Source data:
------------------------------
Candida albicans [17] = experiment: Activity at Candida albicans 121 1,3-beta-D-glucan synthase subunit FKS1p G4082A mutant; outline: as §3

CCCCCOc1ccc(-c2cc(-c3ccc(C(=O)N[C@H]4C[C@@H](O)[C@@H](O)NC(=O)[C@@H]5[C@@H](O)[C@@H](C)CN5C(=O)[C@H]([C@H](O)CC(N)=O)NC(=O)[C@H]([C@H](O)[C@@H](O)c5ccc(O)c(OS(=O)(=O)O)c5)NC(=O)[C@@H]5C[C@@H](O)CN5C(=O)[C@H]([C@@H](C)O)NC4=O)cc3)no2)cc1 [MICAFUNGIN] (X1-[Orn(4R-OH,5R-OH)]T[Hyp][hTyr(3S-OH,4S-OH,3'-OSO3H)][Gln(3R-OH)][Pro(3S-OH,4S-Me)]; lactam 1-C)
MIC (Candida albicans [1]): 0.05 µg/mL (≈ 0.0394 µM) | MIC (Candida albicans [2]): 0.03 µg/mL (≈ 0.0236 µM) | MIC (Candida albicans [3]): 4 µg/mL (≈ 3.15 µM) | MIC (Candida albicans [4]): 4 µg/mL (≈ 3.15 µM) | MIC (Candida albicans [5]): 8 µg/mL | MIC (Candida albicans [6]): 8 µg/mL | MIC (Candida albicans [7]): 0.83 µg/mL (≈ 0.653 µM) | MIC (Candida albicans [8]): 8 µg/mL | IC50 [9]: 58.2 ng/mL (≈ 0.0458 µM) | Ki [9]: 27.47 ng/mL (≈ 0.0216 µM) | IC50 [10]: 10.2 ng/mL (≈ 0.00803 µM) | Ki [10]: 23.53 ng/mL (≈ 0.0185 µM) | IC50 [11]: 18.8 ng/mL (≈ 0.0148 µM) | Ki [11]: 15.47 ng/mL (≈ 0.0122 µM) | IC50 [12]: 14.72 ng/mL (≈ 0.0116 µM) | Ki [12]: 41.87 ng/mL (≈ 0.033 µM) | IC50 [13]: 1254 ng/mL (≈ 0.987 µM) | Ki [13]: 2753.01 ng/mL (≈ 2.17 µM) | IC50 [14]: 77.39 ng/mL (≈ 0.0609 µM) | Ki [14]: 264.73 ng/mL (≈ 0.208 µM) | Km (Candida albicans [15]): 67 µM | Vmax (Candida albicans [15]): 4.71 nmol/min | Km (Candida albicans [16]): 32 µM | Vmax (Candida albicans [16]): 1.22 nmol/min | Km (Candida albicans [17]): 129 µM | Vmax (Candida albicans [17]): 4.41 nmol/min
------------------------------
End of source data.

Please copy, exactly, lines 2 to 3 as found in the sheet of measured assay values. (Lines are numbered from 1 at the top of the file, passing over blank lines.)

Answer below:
CCCCCOc1ccc(-c2cc(-c3ccc(C(=O)N[C@H]4C[C@@H](O)[C@@H](O)NC(=O)[C@@H]5[C@@H](O)[C@@H](C)CN5C(=O)[C@H]([C@H](O)CC(N)=O)NC(=O)[C@H]([C@H](O)[C@@H](O)c5ccc(O)c(OS(=O)(=O)O)c5)NC(=O)[C@@H]5C[C@@H](O)CN5C(=O)[C@H]([C@@H](C)O)NC4=O)cc3)no2)cc1 [MICAFUNGIN] (X1-[Orn(4R-OH,5R-OH)]T[Hyp][hTyr(3S-OH,4S-OH,3'-OSO3H)][Gln(3R-OH)][Pro(3S-OH,4S-Me)]; lactam 1-C)
MIC (Candida albicans [1]): 0.05 µg/mL (≈ 0.0394 µM) | MIC (Candida albicans [2]): 0.03 µg/mL (≈ 0.0236 µM) | MIC (Candida albicans [3]): 4 µg/mL (≈ 3.15 µM) | MIC (Candida albicans [4]): 4 µg/mL (≈ 3.15 µM) | MIC (Candida albicans [5]): 8 µg/mL | MIC (Candida albicans [6]): 8 µg/mL | MIC (Candida albicans [7]): 0.83 µg/mL (≈ 0.653 µM) | MIC (Candida albicans [8]): 8 µg/mL | IC50 [9]: 58.2 ng/mL (≈ 0.0458 µM) | Ki [9]: 27.47 ng/mL (≈ 0.0216 µM) | IC50 [10]: 10.2 ng/mL (≈ 0.00803 µM) | Ki [10]: 23.53 ng/mL (≈ 0.0185 µM) | IC50 [11]: 18.8 ng/mL (≈ 0.0148 µM) | Ki [11]: 15.47 ng/mL (≈ 0.0122 µM) | IC50 [12]: 14.72 ng/mL (≈ 0.0116 µM) | Ki [12]: 41.87 ng/mL (≈ 0.033 µM) | IC50 [13]: 1254 ng/mL (≈ 0.987 µM) | Ki [13]: 2753.01 ng/mL (≈ 2.17 µM) | IC50 [14]: 77.39 ng/mL (≈ 0.0609 µM) | Ki [14]: 264.73 ng/mL (≈ 0.208 µM) | Km (Candida albicans [15]): 67 µM | Vmax (Candida albicans [15]): 4.71 nmol/min | Km (Candida albicans [16]): 32 µM | Vmax (Candida albicans [16]): 1.22 nmol/min | Km (Candida albicans [17]): 129 µM | Vmax (Candida albicans [17]): 4.41 nmol/min